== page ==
Infrastructure Bill Breathalyzer Won’t Be What You Think
President Joe Biden’s Investment and Infrastructure and Jobs Act (IIJA) does require automakers to install advanced impairment detection technology, and sets a timeline for doing so. It is up to the transportation department to decide what technology to use.
As part of vehicle safety measures designed to determine if the driver may be impaired, breathalyzers are one option. But what the government really wants is something that will passively monitor the performance of the driver to identify whether that driver my be intoxicated. The highway traffic safety administration is also in favor of such technology.
In order for the technology to do it’s job it must be “advanced” and “passive.” It will be seamlessly placed into cars allowing the vehicle to accurately identify and measure driver impairment through driver performance. This anti drunk driving technology will also measure driver intoxication by analyzing the driver’s blood alcohol level. According to the National Highway Traffic Safety Organization, the monitoring systems being considered do not include ignition interlock devices.
Mothers Against Drunk Driving Has Already Made Suggestions
MADD was instrumental in the drafting and passage of this legislation, and have indicated that such AIDP will:
- Measure impairment by monitoring vehicle movement by way of vehicle warning systems that measure things like lane departure.
- Measure driver impairment by monitoring the movement of the driver’s eyes and/or head, usually by use of an embedded camera.
- Measure a driver’s blood alcohol level with embedded sensors that sample, evaluate and measure the amount of alcohol in a driver’s breath or passive perspiration.
The SOT will first consider how useful existing vehicle movement monitoring systems, including various kinds of autonomous driver assistance technology, may be for the intended purpose.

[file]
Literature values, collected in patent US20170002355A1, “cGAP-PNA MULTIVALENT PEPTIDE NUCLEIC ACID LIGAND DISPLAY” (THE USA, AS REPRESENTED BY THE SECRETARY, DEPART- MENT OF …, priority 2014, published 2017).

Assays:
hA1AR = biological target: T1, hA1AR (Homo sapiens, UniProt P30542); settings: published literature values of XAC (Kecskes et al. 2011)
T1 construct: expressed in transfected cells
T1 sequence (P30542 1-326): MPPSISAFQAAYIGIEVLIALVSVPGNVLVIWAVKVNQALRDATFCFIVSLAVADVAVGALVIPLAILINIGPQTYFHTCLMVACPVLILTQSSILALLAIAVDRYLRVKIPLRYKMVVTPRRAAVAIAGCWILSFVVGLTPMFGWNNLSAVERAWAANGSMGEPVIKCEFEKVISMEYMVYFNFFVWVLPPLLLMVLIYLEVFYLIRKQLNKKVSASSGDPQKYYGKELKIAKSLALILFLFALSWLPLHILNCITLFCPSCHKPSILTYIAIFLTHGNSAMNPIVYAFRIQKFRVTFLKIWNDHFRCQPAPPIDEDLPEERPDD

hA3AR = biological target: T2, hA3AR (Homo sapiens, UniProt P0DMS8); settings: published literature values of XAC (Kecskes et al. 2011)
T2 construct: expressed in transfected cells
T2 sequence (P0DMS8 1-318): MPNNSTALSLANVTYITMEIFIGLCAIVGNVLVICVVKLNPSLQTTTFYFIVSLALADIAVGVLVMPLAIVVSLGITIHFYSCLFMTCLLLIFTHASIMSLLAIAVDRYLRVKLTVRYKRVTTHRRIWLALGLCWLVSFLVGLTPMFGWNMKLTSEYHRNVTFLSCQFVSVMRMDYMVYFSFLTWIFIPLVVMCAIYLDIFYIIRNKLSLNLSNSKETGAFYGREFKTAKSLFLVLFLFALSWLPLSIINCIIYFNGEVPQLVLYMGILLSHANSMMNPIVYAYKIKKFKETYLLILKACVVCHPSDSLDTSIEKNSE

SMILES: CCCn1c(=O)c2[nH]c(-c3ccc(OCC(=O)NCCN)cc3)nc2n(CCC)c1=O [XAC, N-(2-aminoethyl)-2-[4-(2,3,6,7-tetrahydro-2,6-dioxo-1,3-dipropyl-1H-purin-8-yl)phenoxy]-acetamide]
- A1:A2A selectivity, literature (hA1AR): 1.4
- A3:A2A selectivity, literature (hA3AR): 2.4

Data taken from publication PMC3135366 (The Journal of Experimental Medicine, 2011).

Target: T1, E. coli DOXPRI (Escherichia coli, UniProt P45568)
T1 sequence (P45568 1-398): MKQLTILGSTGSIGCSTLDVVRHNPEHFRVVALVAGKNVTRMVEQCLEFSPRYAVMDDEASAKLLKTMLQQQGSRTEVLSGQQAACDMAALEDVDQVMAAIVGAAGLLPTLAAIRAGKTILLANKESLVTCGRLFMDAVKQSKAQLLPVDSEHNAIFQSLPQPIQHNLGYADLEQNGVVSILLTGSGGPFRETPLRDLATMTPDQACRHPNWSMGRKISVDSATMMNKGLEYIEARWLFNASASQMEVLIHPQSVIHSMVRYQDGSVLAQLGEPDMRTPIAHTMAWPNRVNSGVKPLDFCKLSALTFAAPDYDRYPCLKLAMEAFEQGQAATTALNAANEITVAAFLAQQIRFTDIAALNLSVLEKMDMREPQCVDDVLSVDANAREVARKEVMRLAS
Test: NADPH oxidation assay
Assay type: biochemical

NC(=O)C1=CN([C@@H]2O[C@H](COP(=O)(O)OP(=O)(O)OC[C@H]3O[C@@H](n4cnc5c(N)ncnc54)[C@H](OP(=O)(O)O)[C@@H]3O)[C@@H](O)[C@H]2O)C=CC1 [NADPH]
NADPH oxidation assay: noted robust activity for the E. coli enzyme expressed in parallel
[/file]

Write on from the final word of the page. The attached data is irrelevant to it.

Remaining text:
These systems can already detect if a driver appears to be falling asleep, distracted, or suffering a medical emergency. Refining them to reliably detect driver impairment from drugs and/or alcohol vs. other kinds of impairment might be difficult when acting alone. However, when combined with alcohol sensing technology, such discernment may be possible.
General Motors, BMW, and Nissan have developed and started offering embedded infrared cameras that constantly monitor a variety of factors to confirm that the driver’s attention is on the road. If the systems detect indicators of impairment or loss of consciousness, then the driver is first altered and offered the opportunity to correct their driving. If the impairment continues then the vehicle will begin to slow down and eventually will be disabled, bringing the vehicle to a safe stop.
The more controversial technology involves measuring a driver’s blood alcohol level because doing so will always carry with it some degree of measurement uncertainty. Perhaps the current leader in the development of this technology is that coming out of research engaged in by Driver Alcohol Detection System for Safety Program (DADSS).
This is a private/public partnership with the federal government (NHTSA) and the Automotive Coalition for Traffic Safety (ACTS). Durability reliability and precision. Breath test technology developed by SenseAir. It measures the amount of carbon dioxide, and if detected alcohol, in a breath sample using infrared technology.
Carbon dioxide is used a bit like a yardstick in measuring the alcohol on the basis that the amount of carbon dioxide in human breath is about 4.1%. By comparing a ratio between a measurement of CO2 and a measurement of alcohol, a BAC can be determined. The measurement is made using the same basic infrared technology found in the desktop breath analyzers found in police departments around the country.
Accordingly, a sample of passively expired breath is captured after which the device directs an infrared light beam on the breath sample. The device then analyzes the wavelengths to arrive at the ration described above.
An additional option also being developed by DADSS is a touch-system using near-infrared spectroscopy (NIR), which is a spectroscopic technique that allows a rapid analysis of a driver’s blood alcohol.
To do this the device shines a light through the driver’s skin, then measures the energy absorbed/reflected to determine the amount of alcohol in the driver’s blood. The sensor can be placed anywhere a driver’s skin would come into contact with an embedded sensor, such as an ignition button, gear shift or steering wheel.
For information on the timeline for adding this technology, please see: Advanced Impaired Driving Technology Could Begin Stopping Drunk Drivers in Two Years.
For a deeper dive into this topic, read Patrick Barone’s 2022 Champion Article Biden’s Big Brother Hits the Road: How the Infrastructure and Investment Act Creates the Specter of Increased Government Surveillance.